House of life

House of life

These two MAF ladies in Timor-Leste aren't flying planes, but they are changing lives

'I received a beautiful letter from a girl telling me what God has done for her through Casa Vida. She now has hope for her future,' smiles Angela Lowe, who volunteers at the Dili shelter for abused women.

'The letter said I'd been like a mum to her. It's something I'll always treasure.'

Angela and Jenni Bottrell are MAF wives. While their husbands fly planes, they throw themselves into their own ministry among broken lives. Volunteering at Casa Vida Internacional, a non-profit organisation, they're both passionate about caring for girls under-18 who've been sexually abused.

Located in Dili, Timor-Leste's capital, this 'House of Life' opened in 2008 and has since welcomed over 150 girls from all over the country. As well as offering a safe home, counselling and an education, Casa Vida provides vocational training to help girls transition from school to employment. There's a bakery, café and handicraft business where they can learn practical skills. Growing physically, spiritually and socially, the girls slowly become reintegrated into society.

Crafted with love

Angela started volunteering through an Australian friend, who ran a card making group with some of the girls. Angela loves craft and was thrilled to join in – it was clearly a 'God-connection'.

Craft making at Casa Vida, with Angela Lowe assisting in the activities.

'When I joined in 2005, I asked God what my role would be in MAF as I don't have any formal qualifications. The response I felt God give me was simply, "Love people."

'Even as I moved countries, that call has continued. When my Australian friend left, the girls were very emotional. I saw that the little we'd been giving them actually meant so much.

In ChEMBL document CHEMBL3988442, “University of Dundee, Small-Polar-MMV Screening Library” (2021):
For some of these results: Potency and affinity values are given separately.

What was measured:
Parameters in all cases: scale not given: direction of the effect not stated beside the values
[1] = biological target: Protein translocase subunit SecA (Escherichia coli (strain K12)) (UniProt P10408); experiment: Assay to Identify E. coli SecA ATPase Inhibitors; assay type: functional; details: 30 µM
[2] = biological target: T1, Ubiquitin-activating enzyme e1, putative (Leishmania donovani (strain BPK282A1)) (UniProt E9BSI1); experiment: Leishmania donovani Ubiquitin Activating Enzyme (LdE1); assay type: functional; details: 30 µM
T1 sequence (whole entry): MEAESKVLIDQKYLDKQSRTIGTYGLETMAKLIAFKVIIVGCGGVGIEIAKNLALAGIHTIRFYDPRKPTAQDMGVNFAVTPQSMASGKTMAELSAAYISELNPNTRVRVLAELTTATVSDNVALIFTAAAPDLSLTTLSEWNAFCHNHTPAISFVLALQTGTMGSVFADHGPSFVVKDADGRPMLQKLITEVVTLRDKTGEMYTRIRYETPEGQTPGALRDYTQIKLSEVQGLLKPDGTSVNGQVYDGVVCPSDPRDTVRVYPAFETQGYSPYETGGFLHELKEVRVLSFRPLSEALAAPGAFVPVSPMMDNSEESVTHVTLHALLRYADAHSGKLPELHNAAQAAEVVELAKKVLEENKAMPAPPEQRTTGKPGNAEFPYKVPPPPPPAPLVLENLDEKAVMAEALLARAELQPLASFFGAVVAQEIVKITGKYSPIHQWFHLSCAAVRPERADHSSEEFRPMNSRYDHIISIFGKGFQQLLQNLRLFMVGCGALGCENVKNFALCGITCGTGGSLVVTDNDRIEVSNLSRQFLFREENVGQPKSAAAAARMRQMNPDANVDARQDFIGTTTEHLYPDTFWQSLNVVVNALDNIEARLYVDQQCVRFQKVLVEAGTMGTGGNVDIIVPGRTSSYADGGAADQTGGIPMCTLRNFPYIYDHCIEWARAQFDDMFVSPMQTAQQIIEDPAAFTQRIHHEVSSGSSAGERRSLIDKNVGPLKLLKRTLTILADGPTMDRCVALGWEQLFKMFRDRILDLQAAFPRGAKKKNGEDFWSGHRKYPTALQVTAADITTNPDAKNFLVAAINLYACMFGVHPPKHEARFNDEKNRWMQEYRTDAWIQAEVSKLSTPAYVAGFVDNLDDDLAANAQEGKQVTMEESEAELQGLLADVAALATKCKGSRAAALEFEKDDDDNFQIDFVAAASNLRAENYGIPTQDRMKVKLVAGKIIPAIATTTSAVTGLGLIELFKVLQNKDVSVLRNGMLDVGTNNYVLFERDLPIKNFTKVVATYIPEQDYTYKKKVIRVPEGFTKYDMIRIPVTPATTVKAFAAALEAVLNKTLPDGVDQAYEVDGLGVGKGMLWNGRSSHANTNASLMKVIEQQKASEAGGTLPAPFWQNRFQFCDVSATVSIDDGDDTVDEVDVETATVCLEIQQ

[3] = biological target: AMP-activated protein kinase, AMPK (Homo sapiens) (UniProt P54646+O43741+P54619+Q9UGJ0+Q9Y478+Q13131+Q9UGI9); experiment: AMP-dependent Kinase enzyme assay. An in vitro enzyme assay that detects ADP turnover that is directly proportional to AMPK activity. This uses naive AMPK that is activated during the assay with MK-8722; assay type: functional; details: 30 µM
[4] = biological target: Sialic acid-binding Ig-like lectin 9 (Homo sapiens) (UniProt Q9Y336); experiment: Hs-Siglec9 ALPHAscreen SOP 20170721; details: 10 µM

But Angela's little craft group has impacted her just as much. She puts it quite simply; 'The girls now have a piece of my heart.'

Small hand bags made from folding and sticking card, decorated with paper flowers.

Transformation

Jenni tutors English. When some people wonder what her job has to do with flying – and her answer is, 'Not a lot!'

But it does have to do with transformation, which is certainly part of what MAF is all about.

'I'm called to serve MAF, and everything I do is part of that,' Jenni affirms. 'I volunteer with Casa Vida because seeing transformation in the girls' lives fits perfectly with MAF's vision. Whether it's flying planes, programming flights (as I did in PNG), or tutoring English, I'm paying my part in bringing change in people's lives.'

Grace Pitanuki, HR Manager at Casa Vida talks about transformation too. 'To change somebody's life, bring a smile, bring hope – that's what we do here for vulnerable women and girls,' she says.

'And it's not just for the girls,' Grace continues. 'When they leave, we aim to change the way they think so that they take responsibility for other vulnerable people too. That way, whole communities can be changed.'

Jenni Bottrell and Grace at Casa Vida.